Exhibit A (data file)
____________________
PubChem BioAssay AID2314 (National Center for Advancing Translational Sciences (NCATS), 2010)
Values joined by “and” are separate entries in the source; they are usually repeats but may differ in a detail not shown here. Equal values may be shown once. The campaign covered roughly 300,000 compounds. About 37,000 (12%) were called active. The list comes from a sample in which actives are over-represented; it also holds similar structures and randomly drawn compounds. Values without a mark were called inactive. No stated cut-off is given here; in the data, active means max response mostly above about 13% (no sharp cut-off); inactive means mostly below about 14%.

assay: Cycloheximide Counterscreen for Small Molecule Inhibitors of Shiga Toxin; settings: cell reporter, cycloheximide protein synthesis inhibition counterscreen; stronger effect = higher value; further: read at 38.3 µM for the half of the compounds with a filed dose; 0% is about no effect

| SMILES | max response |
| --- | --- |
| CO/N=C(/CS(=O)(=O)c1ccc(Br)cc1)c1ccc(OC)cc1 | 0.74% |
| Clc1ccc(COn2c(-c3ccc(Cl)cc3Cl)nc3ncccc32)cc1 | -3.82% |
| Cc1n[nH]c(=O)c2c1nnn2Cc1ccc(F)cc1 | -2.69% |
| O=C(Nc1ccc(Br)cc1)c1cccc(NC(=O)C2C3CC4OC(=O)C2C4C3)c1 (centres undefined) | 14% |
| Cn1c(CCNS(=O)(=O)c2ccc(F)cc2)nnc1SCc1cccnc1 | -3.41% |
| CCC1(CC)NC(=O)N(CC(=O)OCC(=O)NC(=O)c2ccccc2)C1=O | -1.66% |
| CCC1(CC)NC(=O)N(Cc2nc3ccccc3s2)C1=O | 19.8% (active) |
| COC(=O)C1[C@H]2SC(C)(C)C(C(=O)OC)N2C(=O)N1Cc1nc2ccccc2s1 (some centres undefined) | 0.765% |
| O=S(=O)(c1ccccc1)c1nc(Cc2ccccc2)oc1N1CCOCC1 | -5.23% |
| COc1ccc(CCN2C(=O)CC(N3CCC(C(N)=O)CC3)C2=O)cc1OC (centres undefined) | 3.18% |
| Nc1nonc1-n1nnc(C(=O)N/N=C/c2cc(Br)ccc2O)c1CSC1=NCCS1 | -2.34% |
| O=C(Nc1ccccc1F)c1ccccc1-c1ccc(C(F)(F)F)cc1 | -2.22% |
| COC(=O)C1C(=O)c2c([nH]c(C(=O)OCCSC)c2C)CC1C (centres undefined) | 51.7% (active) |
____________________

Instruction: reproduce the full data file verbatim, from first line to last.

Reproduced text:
PubChem BioAssay AID2314 (National Center for Advancing Translational Sciences (NCATS), 2010)
Values joined by “and” are separate entries in the source; they are usually repeats but may differ in a detail not shown here. Equal values may be shown once. The campaign covered roughly 300,000 compounds. About 37,000 (12%) were called active. The list comes from a sample in which actives are over-represented; it also holds similar structures and randomly drawn compounds. Values without a mark were called inactive. No stated cut-off is given here; in the data, active means max response mostly above about 13% (no sharp cut-off); inactive means mostly below about 14%.

assay: Cycloheximide Counterscreen for Small Molecule Inhibitors of Shiga Toxin; settings: cell reporter, cycloheximide protein synthesis inhibition counterscreen; stronger effect = higher value; further: read at 38.3 µM for the half of the compounds with a filed dose; 0% is about no effect

| SMILES | max response |
| --- | --- |
| CO/N=C(/CS(=O)(=O)c1ccc(Br)cc1)c1ccc(OC)cc1 | 0.74% |
| Clc1ccc(COn2c(-c3ccc(Cl)cc3Cl)nc3ncccc32)cc1 | -3.82% |
| Cc1n[nH]c(=O)c2c1nnn2Cc1ccc(F)cc1 | -2.69% |
| O=C(Nc1ccc(Br)cc1)c1cccc(NC(=O)C2C3CC4OC(=O)C2C4C3)c1 (centres undefined) | 14% |
| Cn1c(CCNS(=O)(=O)c2ccc(F)cc2)nnc1SCc1cccnc1 | -3.41% |
| CCC1(CC)NC(=O)N(CC(=O)OCC(=O)NC(=O)c2ccccc2)C1=O | -1.66% |
| CCC1(CC)NC(=O)N(Cc2nc3ccccc3s2)C1=O | 19.8% (active) |
| COC(=O)C1[C@H]2SC(C)(C)C(C(=O)OC)N2C(=O)N1Cc1nc2ccccc2s1 (some centres undefined) | 0.765% |
| O=S(=O)(c1ccccc1)c1nc(Cc2ccccc2)oc1N1CCOCC1 | -5.23% |
| COc1ccc(CCN2C(=O)CC(N3CCC(C(N)=O)CC3)C2=O)cc1OC (centres undefined) | 3.18% |
| Nc1nonc1-n1nnc(C(=O)N/N=C/c2cc(Br)ccc2O)c1CSC1=NCCS1 | -2.34% |
| O=C(Nc1ccccc1F)c1ccccc1-c1ccc(C(F)(F)F)cc1 | -2.22% |
| COC(=O)C1C(=O)c2c([nH]c(C(=O)OCCSC)c2C)CC1C (centres undefined) | 51.7% (active) |